A couple of other tidbits: We typically think of the big Siemens acquisitions, like the UGS/SDRC deal that started all of this. But Mr. Hemmelgarn said that 33 deals have closed during his time with the company — many small ones alongside Mentor, Mendix, and the others that immediately come to mind. He said that SDIS is held accountable for its integration plans and that aside from one small “yellow” acquisition, all are “green.” “That’s almost unheard of in acquisitions. M&As [mergers and acquisitions] are really hard, and I think we’ve got something that seems to scale fairly well.” I didn’t know SDIS had done 33 deals –there usually are about 20 logos when they show a “how we’ve grown” slide– impressive.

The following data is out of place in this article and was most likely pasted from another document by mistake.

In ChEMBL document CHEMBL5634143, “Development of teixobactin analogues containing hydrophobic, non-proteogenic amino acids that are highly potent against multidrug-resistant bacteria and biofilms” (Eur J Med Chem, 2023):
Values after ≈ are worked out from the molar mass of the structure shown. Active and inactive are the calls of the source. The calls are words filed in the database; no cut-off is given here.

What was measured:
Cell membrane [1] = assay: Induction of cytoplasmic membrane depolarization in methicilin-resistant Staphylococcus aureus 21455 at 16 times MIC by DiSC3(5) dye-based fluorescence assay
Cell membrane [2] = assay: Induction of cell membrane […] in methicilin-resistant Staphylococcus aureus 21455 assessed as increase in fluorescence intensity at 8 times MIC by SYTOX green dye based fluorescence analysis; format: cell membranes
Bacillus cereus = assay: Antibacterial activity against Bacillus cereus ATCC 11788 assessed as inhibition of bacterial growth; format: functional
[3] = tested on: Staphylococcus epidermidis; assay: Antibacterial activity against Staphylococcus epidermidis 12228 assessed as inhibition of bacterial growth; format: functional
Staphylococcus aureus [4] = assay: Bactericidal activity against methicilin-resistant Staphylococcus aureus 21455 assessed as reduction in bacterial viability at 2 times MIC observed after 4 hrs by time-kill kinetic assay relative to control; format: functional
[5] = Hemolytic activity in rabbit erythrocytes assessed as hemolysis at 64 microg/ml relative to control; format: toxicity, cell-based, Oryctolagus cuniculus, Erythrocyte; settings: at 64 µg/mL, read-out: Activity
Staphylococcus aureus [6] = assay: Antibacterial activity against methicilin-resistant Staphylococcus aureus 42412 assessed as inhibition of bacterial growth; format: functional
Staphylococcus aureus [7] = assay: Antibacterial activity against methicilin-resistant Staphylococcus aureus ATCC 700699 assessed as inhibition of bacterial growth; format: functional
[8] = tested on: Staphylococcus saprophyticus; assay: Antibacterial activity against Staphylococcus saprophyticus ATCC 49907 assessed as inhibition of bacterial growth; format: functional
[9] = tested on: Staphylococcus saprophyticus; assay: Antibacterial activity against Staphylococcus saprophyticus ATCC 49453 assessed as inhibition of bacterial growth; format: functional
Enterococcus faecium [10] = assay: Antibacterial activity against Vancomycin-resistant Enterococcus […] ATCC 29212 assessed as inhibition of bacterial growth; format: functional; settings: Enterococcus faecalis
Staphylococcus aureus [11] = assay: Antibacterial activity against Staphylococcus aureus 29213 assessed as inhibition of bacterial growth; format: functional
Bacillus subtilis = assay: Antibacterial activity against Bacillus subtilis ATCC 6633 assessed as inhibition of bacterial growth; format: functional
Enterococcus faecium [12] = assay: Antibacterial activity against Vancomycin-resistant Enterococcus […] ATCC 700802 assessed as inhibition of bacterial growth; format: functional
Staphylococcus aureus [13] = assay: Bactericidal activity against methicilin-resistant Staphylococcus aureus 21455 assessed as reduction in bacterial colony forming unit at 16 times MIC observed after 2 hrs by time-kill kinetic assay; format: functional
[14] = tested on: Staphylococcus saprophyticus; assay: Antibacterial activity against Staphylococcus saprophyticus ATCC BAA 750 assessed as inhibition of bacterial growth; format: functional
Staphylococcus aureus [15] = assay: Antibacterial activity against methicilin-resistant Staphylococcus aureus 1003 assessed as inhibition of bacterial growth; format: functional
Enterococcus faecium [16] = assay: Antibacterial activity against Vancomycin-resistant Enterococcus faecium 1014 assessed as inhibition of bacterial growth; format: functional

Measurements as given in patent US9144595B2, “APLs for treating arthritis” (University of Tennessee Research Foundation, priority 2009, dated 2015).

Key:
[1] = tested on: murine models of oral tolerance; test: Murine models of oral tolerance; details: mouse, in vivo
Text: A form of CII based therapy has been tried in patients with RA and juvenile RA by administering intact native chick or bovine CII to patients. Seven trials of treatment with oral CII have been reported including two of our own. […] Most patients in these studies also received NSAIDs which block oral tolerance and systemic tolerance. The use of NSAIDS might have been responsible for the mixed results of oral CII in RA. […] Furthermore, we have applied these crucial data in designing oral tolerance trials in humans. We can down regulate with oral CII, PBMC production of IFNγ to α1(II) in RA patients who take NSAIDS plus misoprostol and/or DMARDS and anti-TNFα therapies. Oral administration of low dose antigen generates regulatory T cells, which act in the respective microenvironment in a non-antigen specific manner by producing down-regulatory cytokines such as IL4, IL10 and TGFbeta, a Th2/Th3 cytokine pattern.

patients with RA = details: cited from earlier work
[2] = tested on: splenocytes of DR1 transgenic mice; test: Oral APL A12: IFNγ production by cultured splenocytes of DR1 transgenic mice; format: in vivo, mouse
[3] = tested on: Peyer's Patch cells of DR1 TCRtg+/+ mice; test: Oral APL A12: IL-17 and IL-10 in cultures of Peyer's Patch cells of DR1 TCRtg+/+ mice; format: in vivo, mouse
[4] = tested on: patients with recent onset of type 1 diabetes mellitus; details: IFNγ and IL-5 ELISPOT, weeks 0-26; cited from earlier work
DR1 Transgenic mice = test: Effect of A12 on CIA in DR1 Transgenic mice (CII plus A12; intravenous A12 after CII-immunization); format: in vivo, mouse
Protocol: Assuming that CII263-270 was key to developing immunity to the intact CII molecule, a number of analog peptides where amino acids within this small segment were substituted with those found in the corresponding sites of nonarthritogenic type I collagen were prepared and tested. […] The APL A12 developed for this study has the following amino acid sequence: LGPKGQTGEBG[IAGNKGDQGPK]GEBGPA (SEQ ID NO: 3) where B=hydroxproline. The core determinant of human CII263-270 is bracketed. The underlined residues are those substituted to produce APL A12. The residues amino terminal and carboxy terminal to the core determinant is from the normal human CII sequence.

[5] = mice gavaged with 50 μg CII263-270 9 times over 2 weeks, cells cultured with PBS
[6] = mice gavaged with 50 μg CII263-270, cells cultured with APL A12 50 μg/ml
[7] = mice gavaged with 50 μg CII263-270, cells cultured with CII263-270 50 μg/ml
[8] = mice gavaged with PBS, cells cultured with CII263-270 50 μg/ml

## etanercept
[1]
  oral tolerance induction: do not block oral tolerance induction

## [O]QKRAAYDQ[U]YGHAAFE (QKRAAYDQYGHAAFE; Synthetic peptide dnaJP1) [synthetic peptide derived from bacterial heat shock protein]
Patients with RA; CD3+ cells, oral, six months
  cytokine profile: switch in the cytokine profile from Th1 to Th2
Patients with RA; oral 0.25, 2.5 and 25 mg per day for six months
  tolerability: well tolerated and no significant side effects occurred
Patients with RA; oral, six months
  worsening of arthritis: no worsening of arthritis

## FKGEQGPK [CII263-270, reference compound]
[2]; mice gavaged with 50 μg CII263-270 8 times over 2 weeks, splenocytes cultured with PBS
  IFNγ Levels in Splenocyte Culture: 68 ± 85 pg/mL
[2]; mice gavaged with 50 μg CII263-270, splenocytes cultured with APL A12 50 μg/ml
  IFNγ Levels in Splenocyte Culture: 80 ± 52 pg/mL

The relationship with SAP is … proceeding. You may recall that the two companies announced 18 months ago that SAP PLM customers would be transitioning to Teamcenter and that the companies would jointly pursue opportunities. Mr. Hemmelgarn said creating interfaces between Teamcenter and S/4HANA has taken time. However, now SAP Teamcenter by Siemens is on SAP’s price list and is being sold by its sales teams, sometimes alongside Siemens resources. Still confusing is that both companies offer MES (manufacturing execution) solutions, but, as he said, “the customer has the choice. If you’re open, you’re open.” He added, “The number of opportunities has ballooned in the last few months. I’m much more optimistic about what this could mean to both [companies] and our customers than I was a year ago.” So, after a slow start, things are moving more quickly now.